For the first time, more high-school seniors smoke marijuana daily than smoke cigarettes daily, according to a new survey of teen drug use released Wednesday morning by the National Institute on Drug Abuse. An equal number of sophomores—3 percent—use marijuana daily as smoke cigarettes.

Percent Who View Regular Marijuana Use as Risky

University of Michigan Monitoring the Future study

Though each year, fewer high-schoolers perceive regular marijuana use as risky, the number of 12th-grade, daily marijuana smokers has remained relatively stable, hovering near 6 percent since 2012. The reason marijuana use has overtaken cigarettes is because of the rapid decline in cigarette smoking among high schoolers over the past five years. Among 10th graders, for example, there has been a 55 percent drop in the daily smoking rate since 2010.

In an interview, the NIDA director Nora Volkow chalked up the reduction in smoking to “prevention campaigns targeting adolescents specifically.”

“There is another factor,” she added, “Kids who in the past used cigarettes now use other products.” The use of tobacco replacements is stable from last year, but still high, with 20 percent of high-school seniors using hookahs and 16 percent using e-cigarettes.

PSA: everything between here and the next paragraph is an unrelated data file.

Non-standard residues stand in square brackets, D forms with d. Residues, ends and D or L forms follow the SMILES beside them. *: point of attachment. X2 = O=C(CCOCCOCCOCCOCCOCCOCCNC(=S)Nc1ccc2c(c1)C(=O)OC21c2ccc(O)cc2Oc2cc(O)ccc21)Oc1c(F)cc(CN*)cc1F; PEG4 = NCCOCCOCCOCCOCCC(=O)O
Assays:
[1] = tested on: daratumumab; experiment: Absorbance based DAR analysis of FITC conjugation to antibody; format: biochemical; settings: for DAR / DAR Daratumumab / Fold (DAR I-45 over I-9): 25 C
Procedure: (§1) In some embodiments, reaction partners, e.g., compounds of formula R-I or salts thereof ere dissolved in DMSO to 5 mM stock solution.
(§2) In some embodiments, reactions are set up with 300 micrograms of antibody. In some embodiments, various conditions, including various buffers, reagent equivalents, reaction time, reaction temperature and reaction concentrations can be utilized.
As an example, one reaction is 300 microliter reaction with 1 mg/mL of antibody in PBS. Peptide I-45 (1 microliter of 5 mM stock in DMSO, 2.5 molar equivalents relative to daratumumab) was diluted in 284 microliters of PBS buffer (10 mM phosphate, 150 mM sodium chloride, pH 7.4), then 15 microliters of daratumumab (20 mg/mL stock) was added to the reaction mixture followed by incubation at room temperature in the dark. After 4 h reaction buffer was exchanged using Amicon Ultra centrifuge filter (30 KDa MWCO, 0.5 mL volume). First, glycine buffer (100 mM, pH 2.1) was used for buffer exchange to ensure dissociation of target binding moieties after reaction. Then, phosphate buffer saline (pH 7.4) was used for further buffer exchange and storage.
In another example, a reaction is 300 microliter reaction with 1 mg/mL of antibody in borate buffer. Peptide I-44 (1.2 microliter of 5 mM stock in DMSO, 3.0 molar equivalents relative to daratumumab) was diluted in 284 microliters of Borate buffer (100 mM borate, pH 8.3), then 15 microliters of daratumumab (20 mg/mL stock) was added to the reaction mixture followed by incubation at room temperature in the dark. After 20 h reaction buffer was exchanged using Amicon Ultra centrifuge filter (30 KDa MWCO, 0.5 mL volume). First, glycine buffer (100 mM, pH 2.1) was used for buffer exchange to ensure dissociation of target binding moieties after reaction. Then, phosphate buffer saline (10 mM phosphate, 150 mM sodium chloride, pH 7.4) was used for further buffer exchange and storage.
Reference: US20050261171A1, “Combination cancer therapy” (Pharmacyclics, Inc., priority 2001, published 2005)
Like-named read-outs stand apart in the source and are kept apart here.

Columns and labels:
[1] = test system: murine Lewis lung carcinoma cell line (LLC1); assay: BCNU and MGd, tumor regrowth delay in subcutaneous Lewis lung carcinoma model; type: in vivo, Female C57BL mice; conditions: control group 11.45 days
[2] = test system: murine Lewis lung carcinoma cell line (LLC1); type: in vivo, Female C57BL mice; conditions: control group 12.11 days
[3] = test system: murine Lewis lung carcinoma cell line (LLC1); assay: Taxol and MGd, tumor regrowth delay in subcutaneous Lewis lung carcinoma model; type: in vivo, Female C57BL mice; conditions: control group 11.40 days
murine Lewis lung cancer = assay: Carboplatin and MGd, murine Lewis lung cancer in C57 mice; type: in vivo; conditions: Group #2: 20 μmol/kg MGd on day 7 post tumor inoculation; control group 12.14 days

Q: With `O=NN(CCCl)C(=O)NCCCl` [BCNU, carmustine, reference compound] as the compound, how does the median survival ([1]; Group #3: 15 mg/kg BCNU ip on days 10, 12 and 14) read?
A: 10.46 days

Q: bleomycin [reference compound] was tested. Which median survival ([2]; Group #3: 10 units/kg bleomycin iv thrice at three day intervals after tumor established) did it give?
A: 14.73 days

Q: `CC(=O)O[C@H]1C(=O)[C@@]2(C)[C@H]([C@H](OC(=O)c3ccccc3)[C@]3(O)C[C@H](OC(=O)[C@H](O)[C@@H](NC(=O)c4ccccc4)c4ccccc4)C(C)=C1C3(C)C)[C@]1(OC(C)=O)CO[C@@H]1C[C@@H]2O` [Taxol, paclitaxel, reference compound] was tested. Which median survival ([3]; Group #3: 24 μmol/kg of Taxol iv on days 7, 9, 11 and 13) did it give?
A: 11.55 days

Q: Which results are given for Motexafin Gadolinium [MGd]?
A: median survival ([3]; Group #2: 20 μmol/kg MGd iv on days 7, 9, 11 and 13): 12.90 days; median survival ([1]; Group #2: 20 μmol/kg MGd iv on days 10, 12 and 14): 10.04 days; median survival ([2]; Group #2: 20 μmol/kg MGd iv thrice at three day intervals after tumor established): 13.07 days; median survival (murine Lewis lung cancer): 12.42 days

Daily Cigarette and Marijuana Use, by Grade and Year

University of Michigan Monitoring the Future study

Meanwhile, teens are doing less of almost every drug other than marijuana. Heroin use is at an all-time low for eighth graders, ecstasy use is stable or down, as are prescription opioids, and binge drinking has ticked down 2 percentage points among seniors since last year.

Volkow said that while she was heartened by the declines in cigarettes and drinking, the growing acceptance of pot among teens concerns her because preliminary studies show changes in the brain structure of young people who smoke pot. Volkow and other scientists worry that when teens, whose brains are not yet fully formed, flood their systems with cannabinoids from marijuana, the wiring process between neurons can be disrupted.*

To better understand the impact of marijuana and other drug use on the adolescent brain, the NIH this fall launched a study that will follow 10,000 children as they transition into adulthood. Among those who use substances, researchers will measure the effects on brain structure, academic achievement, and cognition.

“We cannot be complacent,” Volkow said. “The rates of drug use, legal and illegal, are still very high.”

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* This article originally stated that marijuana contains synthetic cannabinoids. These are man-made chemicals related to the chemicals found naturally in the marijuana plant. We regret the error.